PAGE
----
Venezuela: Options on the table

Not all options are on the table. The latest events have made it clear that fraudulent elections or false dialogues are discarded.

Venezuela, María Corina Machado
Our Armed Forces are today neutralized and even if they wish, they cannot restore the democratic order resulting from the strength of the mafias that have infiltrated. (PanAm Post)

By Maria Corina Machado

Not all options are on the table. The latest events have made it clear that fraudulent elections or false dialogues are discarded by Venezuelans, as it must be by international allies who want freedom for Venezuela, the exit of the dictatorial regime and the defeat of its criminal conglomerate, as well as “the revolution”, whose tentacles already transcend our borders.

Discarding the previous choices we only have options based on our wits and the use of force and, among these, we have yet to execute the most convenient and effective one. In the country we do not face a dictatorship, not even a narco-tyranny with Cuban support. What is entrenched in Venezuela is a regime of another nature, never before present in the Hemisphere. It is made up of the worst mafias in the world that, in addition, develops an unconventional war in our country.

This type of war, also called asymmetric, is waged on multiple planes, starting with the fundamental one, which is the plane of the minds. Hence, the importance that tyranny gives to psychological operations and the immense investment they make to influence public opinion, national and international, positioning their own narrative.

In this sense, the Maduro regime, supported by Cuban propaganda experience and the means of dissemination of other powers of the world, has been effective in the construction of false narratives, with the aim of dismantling external forces, diluting the credible threat and demoralizing to the Venezuelans.

They operate on three fundamental myths: the first, that an external operation in Venezuela would be a massive and conventional military occupation. The second, that the attempt of an external action that entails the exit of the regime would generate a civil war. And the third, that a peaceful transition, has to incorporate the regime’s criminal mafias as part of the transitional government.

With regard to the first myth: To claim that the national clamor for the Responsibility to Protect (as established in chapters VI and VIII of the U. N Charter) through an international coalition for humanitarian purposes is the same as a conventional military occupation, is an unacceptable banalization. Here, now, we on the ground are fighting to stop the daily loss of thousands of lives due to violence and indolence. Obviously, resolving a conflict of this nature requires the use of force, which is applied in different levels and proportions, be it in policing, economically, diplomatically, or legally through the international justice system, and, unavoidably through special military operations using the latest techniques.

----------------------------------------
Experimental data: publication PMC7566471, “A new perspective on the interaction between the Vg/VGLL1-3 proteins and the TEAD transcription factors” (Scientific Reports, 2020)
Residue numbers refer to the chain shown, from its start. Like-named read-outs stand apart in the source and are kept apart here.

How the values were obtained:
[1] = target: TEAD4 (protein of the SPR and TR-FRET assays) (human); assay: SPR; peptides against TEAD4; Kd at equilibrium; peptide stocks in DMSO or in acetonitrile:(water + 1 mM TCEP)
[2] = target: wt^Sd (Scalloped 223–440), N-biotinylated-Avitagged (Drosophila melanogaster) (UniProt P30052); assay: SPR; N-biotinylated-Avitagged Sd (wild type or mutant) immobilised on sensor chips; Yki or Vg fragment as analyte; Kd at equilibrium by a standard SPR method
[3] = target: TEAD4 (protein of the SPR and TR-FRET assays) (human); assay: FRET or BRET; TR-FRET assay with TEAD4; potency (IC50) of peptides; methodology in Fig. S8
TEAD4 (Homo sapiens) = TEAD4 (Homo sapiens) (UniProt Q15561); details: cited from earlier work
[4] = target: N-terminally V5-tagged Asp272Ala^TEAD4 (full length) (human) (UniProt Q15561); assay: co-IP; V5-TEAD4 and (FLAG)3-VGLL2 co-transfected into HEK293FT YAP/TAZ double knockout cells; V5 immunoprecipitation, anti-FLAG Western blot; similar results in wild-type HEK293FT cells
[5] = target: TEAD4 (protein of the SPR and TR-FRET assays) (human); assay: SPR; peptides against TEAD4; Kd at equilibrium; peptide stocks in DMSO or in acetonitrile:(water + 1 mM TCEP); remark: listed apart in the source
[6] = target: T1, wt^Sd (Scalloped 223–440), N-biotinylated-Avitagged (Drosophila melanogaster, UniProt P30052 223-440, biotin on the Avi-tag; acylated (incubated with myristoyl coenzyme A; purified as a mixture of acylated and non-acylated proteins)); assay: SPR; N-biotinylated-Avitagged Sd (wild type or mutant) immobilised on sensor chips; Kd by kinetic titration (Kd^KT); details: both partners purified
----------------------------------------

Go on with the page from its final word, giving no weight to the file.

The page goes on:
As for the second myth, the regime pretends everyone to believe that its exit from power would provoke a civil war in Venezuela, creating a scenario like that of Libya, Syria, Afghanistan, or Vietnam, and that this would imply the presence of a large number of foreign troops in Venezuelan territory for a long time.

This is absolutely false, for four fundamental reasons:

  1. In Venezuela there are no ethnic, religious, cultural, ideological or territorial tensions. We are a cohesive population where more than 90% claim the immediate exit of Maduro and the regime.
  2. In the neighboring countries there is also complete alignment with this purpose and their peoples and governments are committed to the transition and democratization of Venezuela.
  3. The number and capabilities of the violent groups allied to the regime, such as “collectives”, militias and guerrillas, has been irrationally bulked up by the regime, with the purpose of turning it into the inhibitor of any international action. Many of these groups operate based on economic benefit; once Maduro is gone and there are no incentives to distribute, they will not risk their lives for “the revolution”.
  4. Our Armed Forces are today neutralized and even if they wish, they cannot restore the democratic order resulting from the strength of the mafias that have infiltrated, spied on, persecuted and tortured them. Once the breakdown occurs and our security bodies are released, we will have an important and committed human resource, military and civilians, active and retired, that being reorganized and quickly equipped with equipment, intelligence, technology, communication and logistics, will be very effective in the demobilization and neutralization, in the short term, of these paramilitary groups.

Finally, the third myth consists in the farce that an “orderly” transition requires involving criminal, military, judicial and financial mafias in a new government. This is not only an unacceptable approach from the ethical point of view, but also a blunder from the political and pragmatic point of view. Leaving the criminals in power is condemning Venezuela to consolidate a mafia state.

The events of recent days have further cleared the picture. Those who warn about the risks and costs of a force of international support for the liberation of Venezuela, conveniently do not consider or quantify the costs of non-action, not only in thousands of lives, but also in the continuous advance of the destabilization of the democracies of our hemisphere; it is enough to see what is already happening in Colombia.

The route is very clear: in the face of unconventional conflict, the answer is the intelligent, creative and equally unconventional offensive to win it in all its dimensions and in a definitive way. It will be thus!

This note was originally published in

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